Conn. Lawmakers Deny Chimp Attack Victim’s Appeal To Sue State For $150 Million
HARTFORD, Conn. (CBSNewYork/AP) – A legislative committee has ruled against allowing Connecticut chimpanzee attack victim Charla Nash to sue the state and seek financial damages.
The Judiciary Committee voted 35-3 on Wednesday to uphold last year’s decision by state Claims Commissioner J. Paul Vance Jr., who denied Nash’s request to sue the state for $150 million. The state is generally immune from lawsuits unless allowed by the commissioner.
“This process isn’t fair,” Nash said in a written statement. “I wanted a chance to be able to pay my medical bills and get assistance I need to live as normal of a life as possible.”
While not specific about her possible legal options, Nash said she’s not giving up hoping, saying, “This means too much to my daughter Briana and me.” Nash added she’s “heartbroken” over the decision.
Both Vance and state Attorney General George Jepsen maintain the state did not have a duty to protect Nash from the 2009 attack, even though state officials knew about the chimp, kept as a pet by a Stamford woman.
Committee members spoke about how it was difficult to vote against Nash, who impressed the lawmakers with her courage in appearing before the panel during a public hearing last month.
State Sen. Ed Meyer, D-Guliford, was among those on the committee to vote against the measure.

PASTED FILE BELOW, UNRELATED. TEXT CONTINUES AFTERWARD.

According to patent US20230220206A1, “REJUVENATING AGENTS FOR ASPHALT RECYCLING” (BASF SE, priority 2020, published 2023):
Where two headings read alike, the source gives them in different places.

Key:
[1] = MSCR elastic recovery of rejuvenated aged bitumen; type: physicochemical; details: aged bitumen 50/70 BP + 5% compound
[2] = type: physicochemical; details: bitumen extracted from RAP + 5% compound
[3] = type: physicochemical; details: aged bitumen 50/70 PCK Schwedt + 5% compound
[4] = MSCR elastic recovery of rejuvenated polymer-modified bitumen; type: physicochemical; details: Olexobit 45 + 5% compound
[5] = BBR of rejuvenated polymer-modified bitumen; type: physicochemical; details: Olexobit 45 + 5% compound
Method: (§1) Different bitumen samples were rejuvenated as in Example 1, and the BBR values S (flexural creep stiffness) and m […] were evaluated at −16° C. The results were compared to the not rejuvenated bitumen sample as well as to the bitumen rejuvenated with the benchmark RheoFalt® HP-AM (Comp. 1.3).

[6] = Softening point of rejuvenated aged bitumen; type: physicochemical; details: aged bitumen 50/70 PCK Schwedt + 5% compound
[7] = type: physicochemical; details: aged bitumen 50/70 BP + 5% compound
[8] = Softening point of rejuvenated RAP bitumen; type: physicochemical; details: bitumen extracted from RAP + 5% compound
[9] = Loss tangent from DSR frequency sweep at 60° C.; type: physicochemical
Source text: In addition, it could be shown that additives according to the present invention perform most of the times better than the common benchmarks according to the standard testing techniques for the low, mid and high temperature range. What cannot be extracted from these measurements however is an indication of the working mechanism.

“The majority of us felt it was not a public duty … particularly when the chimp did not attack her on state property,” Meyer told WCBS 880 Connecticut Bureau Chief Fran Schneidau. “The chimp was, of course, a privately owned chimp. It was not a state chimp.”
Nash said the money she was seeking would’ve helped pay her extensive medical bills and for around-the-clock care.
While she receives Social Security disability and Medicaid payments, Nash’s housing, treatment and meals at the nursing home cost about $16,000 a month, according to her attorneys. That amount does not include outside medical care, medication costs and surgeries.
Nash argued the state had the authority and obligation to seize the dangerous animal.
Travis the chimp lived in Stamford with his owner, Sandra Herold. Nash was mauled Feb. 16, 2009, as she tried to corral the chimp who’d escaped.
Nash was blinded, lost both hands and was maimed in the attack. She underwent a face transplant in 2011.
Nash reached a $4 million settlement in 2012 with Herold’s estate. Sandra Herold died in 2010
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